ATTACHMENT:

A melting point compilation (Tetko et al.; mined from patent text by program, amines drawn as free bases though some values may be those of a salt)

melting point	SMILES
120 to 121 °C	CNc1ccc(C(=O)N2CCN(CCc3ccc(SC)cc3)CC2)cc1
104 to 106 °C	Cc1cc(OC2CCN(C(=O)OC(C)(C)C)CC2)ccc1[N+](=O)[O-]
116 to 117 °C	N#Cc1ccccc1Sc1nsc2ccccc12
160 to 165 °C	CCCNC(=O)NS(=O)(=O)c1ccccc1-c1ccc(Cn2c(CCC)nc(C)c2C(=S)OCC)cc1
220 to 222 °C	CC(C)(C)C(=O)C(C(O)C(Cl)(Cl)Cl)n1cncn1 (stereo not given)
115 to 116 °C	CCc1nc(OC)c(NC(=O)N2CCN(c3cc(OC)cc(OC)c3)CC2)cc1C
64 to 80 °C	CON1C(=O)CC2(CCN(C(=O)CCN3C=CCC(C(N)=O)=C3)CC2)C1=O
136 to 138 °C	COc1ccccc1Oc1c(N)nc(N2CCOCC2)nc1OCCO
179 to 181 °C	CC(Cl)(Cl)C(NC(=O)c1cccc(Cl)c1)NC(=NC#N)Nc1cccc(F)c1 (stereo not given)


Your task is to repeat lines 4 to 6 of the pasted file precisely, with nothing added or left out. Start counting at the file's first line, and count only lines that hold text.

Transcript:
104 to 106 °C	Cc1cc(OC2CCN(C(=O)OC(C)(C)C)CC2)ccc1[N+](=O)[O-]
116 to 117 °C	N#Cc1ccccc1Sc1nsc2ccccc12
160 to 165 °C	CCCNC(=O)NS(=O)(=O)c1ccccc1-c1ccc(Cn2c(CCC)nc(C)c2C(=S)OCC)cc1